I had hoped that life would go on as long as possible and as long as I would like it to, so I decided to tackle the risk and opted to have my breasts surgically removed. I did a ton of research, saw several reconstructive surgeons, spoke to about a dozen breast cancer survivors and opted to have my surgery in the spring. It was an emotional time... nipple sparing wasn't an option because of the breast size and it was the anniversary of my mother's passing, my first time in the hospital (as I have never broken a bone or had surgery, I've never been under anesthesia and yes, I was scared) and it was the first time I would be staring cancer face on and saying NO.
My husband encouraged me to document the process, I initially didn't want to but he noted that I could help so many people in the future. So, I took videos from the day before my surgery through the entire recovery and so on. Overall, the procedure went perfectly. My recovery was pleasant and now I am back to my old self again, with some limited range of motion of my arms and I lost 5 pounds from my chest... But I am doing well. I don't miss my breasts, I don't regret what I did, I am open to talking about it and interested in sharing my experience in time.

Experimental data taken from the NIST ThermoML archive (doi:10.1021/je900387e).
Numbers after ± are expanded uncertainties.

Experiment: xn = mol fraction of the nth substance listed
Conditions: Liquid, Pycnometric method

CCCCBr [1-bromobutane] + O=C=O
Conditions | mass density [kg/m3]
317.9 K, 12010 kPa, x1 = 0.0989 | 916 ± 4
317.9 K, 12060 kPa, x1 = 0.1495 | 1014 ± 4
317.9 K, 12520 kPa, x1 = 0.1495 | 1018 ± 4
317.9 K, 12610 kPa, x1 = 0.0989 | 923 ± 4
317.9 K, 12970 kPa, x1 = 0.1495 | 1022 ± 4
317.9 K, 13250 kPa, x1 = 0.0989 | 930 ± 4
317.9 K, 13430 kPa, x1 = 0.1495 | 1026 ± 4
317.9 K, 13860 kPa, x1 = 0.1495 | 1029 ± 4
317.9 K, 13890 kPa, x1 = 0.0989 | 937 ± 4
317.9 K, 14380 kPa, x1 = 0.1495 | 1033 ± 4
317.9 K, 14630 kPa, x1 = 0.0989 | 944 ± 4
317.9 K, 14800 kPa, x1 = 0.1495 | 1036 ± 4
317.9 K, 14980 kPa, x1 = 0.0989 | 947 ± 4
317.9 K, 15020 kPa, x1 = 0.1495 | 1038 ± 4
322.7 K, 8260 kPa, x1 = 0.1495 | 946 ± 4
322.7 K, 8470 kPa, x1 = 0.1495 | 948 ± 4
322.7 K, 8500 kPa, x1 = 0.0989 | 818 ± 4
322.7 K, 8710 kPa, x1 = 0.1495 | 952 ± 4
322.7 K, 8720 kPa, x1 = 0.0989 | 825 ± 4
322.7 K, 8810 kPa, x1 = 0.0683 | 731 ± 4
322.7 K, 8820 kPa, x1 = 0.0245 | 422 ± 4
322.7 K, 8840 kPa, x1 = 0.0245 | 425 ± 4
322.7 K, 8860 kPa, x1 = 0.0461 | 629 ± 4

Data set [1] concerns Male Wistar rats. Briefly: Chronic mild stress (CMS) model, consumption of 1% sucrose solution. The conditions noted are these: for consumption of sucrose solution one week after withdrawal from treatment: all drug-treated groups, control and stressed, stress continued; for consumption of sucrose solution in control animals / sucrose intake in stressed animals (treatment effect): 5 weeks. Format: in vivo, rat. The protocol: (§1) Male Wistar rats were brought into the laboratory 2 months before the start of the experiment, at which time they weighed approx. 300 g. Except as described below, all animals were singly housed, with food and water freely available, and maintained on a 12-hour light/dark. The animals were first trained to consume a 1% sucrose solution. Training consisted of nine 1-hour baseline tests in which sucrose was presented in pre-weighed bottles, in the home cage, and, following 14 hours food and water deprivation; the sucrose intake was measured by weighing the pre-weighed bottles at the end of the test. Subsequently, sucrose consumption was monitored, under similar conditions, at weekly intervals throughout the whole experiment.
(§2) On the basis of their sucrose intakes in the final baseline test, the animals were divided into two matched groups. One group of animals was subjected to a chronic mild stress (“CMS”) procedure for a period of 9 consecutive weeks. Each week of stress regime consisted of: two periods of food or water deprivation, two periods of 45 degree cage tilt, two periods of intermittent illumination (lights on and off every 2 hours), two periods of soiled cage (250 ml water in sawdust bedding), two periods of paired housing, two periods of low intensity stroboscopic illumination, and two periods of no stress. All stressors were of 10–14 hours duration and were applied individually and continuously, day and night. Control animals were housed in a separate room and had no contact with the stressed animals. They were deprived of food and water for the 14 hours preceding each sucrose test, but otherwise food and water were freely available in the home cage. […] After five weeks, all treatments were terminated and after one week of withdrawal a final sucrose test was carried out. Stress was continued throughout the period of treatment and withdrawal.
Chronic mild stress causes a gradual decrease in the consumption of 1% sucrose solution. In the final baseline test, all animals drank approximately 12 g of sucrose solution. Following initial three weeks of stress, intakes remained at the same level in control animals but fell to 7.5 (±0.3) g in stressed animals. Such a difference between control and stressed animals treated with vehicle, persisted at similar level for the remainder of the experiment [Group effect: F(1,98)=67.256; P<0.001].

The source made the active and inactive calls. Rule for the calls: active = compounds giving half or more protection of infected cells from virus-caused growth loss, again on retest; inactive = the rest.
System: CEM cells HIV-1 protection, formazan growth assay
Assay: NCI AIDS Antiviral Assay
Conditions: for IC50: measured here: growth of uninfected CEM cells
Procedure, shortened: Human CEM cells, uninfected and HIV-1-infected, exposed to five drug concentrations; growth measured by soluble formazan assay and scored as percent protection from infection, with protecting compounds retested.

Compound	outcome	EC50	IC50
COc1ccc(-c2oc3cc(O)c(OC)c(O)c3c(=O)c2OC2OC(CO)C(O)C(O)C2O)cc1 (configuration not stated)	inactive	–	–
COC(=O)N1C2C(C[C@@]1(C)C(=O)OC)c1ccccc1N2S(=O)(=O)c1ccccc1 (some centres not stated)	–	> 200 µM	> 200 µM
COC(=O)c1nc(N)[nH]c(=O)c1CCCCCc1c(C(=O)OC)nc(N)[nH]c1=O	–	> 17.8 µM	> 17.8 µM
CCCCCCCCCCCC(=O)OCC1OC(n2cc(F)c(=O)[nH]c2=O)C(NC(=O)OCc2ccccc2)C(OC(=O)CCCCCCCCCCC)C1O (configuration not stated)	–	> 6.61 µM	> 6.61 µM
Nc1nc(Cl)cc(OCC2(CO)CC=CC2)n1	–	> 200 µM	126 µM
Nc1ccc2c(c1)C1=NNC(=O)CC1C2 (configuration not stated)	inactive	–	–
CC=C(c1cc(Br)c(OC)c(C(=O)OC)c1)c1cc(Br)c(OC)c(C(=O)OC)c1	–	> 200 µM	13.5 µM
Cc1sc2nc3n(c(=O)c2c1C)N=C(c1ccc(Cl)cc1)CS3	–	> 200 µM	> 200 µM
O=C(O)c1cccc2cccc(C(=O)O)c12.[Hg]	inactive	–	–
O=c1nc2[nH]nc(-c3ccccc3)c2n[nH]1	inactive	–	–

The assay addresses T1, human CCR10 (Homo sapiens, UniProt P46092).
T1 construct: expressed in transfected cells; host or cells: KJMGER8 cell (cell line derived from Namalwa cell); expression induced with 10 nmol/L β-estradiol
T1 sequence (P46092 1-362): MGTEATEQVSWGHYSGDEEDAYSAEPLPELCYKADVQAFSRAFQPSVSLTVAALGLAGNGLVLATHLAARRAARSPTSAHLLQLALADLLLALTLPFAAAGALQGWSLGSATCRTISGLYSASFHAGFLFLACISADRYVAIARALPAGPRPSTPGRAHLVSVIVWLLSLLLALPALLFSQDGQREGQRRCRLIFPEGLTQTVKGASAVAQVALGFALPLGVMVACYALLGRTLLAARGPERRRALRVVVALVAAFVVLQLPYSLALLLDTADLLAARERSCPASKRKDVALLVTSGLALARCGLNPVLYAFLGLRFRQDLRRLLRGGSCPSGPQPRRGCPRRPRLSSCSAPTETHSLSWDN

Boobs don't define you, they didn't define me and honestly when I am out in public no one seems to notice they are gone. Mainly folks who know me will say I look like I lost weight, but the majority of the time no one says anything because they don't see anything. I am healed now and able to tell my story and when the time is right I will do so with courage and will continue to wear my scars with pride.
Some might say I am driven, an over achiever, goal motivated and inspired. What can I say, from middle school I was voted 'Most Likely To Succeed' and in High School I was voted 'Most Talented' by my peers. I've always had passion and with passion comes determination and with that comes pure drive to be the best. Once I set a goal I strive to reach and achieve it, once completed then I set a new one and so on.